Welcome to The Aix-Files

Thanks for checking out The Aix-Files, my

blog postings inspired by my time in and around

Aix-en-Provence and the Vaucluse. The spot includes travel tips,

discoveries of local food and wine, recipes,

cultural events, interviews and historical

tidbits about Southern France. Enjoy!

Friday, May 20, 2011


Come run the Aixoise!

I'm the one in pink

After the first hill  . . .
French women don’t like to exercise. So says Mireille Guiliano, author of “French Women Don’t Get Fat”. Yes, I realize, these last two statements don’t add up. But it’s true, in the eight months I’ve been in France I’ve encountered very few female runners on my routes.

Therefore, I was more than a little surprised to see the announcement of a 7 km run for women in Aix-en-Provence. Would anyone even sign up, I wondered? I did.

On race day, as I walked down to the Cours Mirabeau, dressed in my requisite pink tee-shirt (we were all asked to wear these pink shirts in support of breast cancer), I was again surprised to encounter so many other women wearing pink tee-shirts gradually emerging from streets and alleys, left and right. I noticed a trio of women descending from a street near mine, so I eventually sauntered over to introduce myself.
Elise, Christine and Natalie are tall, sveldt, and very fit. As soon as the race began, they took off like bats out of hell.

So much for ‘French women don’t like to exercise’. Forty-four minutes and 36 seconds later, Christine, already relaxed and rejuvenated, leaned on the railing and cheered me on as I made my way to the finish line.

The race itself was invigorating, euphoric, challenging (hills!) and deeply satisfying. And they did not play Chariots of Fire as we set off.

One funny incident was that a wind blew up (the mistral) and sent clouds of pollen into the air, so everyone started sneezing uncontrollably before the race, including me (and I have no allergies), and continued to do so after the race while we milled about drinking water and nibbling on bananas.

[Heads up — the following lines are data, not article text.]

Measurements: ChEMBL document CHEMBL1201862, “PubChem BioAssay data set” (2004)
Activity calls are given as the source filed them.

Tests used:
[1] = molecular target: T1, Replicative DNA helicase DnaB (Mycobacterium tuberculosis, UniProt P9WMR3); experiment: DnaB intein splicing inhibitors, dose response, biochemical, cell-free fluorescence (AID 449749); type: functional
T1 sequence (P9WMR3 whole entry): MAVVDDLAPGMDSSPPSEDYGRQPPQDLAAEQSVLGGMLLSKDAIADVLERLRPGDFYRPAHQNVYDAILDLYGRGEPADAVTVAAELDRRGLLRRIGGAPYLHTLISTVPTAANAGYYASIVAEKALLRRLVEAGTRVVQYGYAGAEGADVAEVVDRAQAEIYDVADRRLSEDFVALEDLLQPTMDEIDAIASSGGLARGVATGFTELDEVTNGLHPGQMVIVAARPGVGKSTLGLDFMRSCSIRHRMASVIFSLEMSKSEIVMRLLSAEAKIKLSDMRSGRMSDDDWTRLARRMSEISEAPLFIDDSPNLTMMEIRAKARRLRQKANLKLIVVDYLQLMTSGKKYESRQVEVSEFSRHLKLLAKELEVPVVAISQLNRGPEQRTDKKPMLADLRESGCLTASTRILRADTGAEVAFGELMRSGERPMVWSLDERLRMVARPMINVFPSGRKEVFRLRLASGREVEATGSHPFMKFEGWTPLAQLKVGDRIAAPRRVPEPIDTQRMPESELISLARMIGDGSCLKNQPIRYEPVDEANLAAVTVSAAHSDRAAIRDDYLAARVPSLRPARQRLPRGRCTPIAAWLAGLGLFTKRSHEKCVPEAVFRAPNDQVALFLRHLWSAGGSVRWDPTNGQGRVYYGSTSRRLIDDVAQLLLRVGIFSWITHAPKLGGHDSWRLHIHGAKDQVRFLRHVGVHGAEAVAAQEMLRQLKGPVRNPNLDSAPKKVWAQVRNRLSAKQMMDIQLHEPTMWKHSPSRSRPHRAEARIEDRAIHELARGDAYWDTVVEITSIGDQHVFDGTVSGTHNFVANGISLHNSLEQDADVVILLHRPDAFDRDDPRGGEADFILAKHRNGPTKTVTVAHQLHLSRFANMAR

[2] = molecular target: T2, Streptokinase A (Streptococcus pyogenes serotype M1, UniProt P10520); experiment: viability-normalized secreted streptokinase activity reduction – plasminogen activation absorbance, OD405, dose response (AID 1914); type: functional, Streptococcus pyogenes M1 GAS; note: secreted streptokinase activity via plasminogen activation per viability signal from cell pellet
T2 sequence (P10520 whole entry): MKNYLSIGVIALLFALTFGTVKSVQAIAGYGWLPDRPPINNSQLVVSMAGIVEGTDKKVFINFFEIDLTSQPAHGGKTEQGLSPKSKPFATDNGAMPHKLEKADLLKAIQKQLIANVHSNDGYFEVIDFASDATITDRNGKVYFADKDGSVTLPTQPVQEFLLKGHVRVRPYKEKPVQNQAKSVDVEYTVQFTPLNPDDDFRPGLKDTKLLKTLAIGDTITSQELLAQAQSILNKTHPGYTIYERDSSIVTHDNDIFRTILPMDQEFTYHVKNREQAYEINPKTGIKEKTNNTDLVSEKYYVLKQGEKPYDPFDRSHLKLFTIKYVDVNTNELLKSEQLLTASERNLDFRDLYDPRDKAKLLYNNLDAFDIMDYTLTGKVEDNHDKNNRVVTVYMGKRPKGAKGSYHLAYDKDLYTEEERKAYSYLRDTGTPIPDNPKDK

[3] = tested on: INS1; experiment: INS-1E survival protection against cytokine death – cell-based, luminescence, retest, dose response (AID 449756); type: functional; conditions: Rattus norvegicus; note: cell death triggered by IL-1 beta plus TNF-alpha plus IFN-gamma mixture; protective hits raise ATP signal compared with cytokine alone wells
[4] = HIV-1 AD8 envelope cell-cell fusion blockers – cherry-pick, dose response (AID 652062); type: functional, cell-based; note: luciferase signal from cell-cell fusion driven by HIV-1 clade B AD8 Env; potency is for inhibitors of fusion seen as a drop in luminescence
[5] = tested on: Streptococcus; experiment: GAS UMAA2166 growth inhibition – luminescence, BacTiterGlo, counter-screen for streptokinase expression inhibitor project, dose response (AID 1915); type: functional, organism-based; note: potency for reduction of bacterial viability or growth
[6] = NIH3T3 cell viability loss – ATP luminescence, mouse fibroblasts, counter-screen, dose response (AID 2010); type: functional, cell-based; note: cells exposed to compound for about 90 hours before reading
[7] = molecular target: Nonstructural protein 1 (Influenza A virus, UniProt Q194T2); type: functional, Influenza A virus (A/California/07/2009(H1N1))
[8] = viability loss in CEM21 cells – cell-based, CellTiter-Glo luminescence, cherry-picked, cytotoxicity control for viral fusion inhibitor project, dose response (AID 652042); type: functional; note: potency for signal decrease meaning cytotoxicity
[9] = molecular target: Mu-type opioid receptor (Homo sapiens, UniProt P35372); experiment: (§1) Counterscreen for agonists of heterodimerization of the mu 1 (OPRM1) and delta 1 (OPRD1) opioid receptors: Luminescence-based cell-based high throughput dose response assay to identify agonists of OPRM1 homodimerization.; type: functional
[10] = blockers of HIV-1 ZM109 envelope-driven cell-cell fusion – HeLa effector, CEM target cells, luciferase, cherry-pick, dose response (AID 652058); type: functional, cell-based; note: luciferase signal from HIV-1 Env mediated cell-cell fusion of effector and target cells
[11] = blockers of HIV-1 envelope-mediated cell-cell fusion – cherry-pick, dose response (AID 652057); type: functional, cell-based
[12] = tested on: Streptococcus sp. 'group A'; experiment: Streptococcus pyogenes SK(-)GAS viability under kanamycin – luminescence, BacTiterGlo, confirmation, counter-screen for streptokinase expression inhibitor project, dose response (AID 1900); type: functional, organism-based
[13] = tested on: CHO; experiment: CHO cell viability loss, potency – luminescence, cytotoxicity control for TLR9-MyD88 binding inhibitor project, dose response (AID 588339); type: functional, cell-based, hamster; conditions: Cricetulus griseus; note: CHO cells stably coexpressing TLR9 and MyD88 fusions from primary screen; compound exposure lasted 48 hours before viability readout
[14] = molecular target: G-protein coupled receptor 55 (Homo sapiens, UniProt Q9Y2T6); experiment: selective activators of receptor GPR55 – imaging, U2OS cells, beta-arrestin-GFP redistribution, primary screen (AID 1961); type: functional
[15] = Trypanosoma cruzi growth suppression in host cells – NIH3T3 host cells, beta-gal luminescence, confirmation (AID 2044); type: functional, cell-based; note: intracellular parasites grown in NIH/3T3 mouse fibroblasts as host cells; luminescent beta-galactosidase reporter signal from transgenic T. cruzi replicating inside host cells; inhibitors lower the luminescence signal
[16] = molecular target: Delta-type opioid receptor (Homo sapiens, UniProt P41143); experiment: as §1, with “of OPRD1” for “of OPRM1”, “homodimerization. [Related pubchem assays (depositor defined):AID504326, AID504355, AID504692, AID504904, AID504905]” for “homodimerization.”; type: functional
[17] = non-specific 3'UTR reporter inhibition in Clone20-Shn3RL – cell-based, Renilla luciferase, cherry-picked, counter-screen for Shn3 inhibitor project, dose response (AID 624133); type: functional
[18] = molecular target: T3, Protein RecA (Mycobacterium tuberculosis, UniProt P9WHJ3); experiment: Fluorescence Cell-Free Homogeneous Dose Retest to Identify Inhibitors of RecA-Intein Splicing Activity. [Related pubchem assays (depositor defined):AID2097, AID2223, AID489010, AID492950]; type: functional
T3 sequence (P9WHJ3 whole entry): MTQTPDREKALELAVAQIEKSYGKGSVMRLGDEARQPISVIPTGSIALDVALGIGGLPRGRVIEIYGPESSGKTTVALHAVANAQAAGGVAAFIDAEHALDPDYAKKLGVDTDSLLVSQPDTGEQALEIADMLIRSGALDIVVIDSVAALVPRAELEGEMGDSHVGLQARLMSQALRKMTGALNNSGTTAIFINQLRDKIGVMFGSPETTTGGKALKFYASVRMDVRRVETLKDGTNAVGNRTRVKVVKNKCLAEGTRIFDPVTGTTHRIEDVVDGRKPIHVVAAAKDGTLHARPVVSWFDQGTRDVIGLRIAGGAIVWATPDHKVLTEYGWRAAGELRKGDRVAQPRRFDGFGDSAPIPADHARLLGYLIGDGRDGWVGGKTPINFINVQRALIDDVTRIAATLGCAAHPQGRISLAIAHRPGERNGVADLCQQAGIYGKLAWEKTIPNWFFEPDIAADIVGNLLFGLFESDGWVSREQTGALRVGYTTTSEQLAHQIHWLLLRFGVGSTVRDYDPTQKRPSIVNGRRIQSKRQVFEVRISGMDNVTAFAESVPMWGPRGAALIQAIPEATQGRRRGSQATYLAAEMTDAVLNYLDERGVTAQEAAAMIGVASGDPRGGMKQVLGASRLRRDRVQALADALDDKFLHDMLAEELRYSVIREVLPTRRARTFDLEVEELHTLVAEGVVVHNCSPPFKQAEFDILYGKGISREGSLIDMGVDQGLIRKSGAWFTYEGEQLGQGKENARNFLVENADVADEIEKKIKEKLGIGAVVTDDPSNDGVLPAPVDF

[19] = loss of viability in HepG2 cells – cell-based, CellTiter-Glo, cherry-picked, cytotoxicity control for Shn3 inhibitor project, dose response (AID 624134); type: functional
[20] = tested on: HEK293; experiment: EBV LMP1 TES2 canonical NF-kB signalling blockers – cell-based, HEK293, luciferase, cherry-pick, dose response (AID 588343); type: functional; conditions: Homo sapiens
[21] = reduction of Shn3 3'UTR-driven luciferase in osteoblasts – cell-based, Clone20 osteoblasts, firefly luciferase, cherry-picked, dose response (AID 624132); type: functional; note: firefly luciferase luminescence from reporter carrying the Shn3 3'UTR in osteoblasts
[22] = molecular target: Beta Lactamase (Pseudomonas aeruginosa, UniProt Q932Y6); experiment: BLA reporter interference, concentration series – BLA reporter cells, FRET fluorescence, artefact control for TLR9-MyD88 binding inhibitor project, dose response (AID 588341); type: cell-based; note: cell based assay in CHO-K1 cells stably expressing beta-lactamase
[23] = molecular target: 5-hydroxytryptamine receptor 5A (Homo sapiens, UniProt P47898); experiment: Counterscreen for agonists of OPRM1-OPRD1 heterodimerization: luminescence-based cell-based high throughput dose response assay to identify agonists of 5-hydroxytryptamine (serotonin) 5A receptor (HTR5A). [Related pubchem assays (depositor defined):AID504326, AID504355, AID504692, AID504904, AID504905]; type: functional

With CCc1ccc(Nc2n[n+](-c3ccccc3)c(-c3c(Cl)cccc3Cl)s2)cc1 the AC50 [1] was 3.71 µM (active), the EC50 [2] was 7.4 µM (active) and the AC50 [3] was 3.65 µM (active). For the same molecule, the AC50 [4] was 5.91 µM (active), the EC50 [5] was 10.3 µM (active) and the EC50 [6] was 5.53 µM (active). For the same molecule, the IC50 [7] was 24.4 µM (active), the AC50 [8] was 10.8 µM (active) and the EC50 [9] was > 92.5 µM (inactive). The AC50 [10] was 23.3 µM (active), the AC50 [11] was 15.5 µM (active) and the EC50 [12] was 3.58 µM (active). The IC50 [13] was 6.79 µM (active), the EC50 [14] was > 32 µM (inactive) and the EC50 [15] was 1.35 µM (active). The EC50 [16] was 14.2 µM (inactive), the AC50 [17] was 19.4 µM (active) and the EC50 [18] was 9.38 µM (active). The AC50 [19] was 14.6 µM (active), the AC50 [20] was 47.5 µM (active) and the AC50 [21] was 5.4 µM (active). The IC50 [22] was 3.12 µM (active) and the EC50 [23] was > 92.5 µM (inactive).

La Torse

This park was part of the route of our big race. It’s a five minute walk down from the house we have just moved into, and is my destination for my morning runs (therefore a steep hike back up at the end of my run!) so I am now familiar with all of the dangerous bumps and roots sticking up. It is a beautiful oasis running along the Torse river, definitely the training park for serious runners, but also the place where friends walk together pushing baby strollers; where fathers teach their young sons to pee on trees; where people walk their dogs; where older people get their exercise hobbling with canes; where families spread picnics on the grass; where couples stroll romantically.

-The Luberon, Oct. 2, 2011 http://www.marathon-luberon.com/
-Marathon des Alpes-Maritimes, Nov. 20, 2011. This is a one-way marathon along the Côte d’Azur from Nice to Cannes. What you do when you get to Cannes, I don’t know. Stay forever? www.marathon06.com

Book launch with Reine Sammut

Farinoman Fou

Yes, I climbed to the top of this mountain!

Traditional music festival, Cours Mirabeau

-attended the very swishy book launch of Reine Sammut’s new cookbook at L’Auberge la Fenière in Lourmarin (there’s a picture of me in it!)
-interviewed Farinoman Fou, a baker in Aix-en-Provence, for the Montreal Gazette (June 1)
-climbed the knobby Garlaban in Pagnol country (where Jean de Florette is set)
-stumbled upon a traditional music festival in the street
-decorated our salads with wild borage flowers
-dropped wild pansies into our apéritifs
-found my first wild stalk of asparagus in the woods, and prompty ate it (I shared it with Danielle)
-sampled my first (good) strawberry from Carpentras
-admired the poppies, irises and valerian in front of our new house in Aix
-picked fresh wild fennel fronds in front of our house to cook with our fish

Wild Borage - delicious

Irises in front of our house

Poppies in front of our house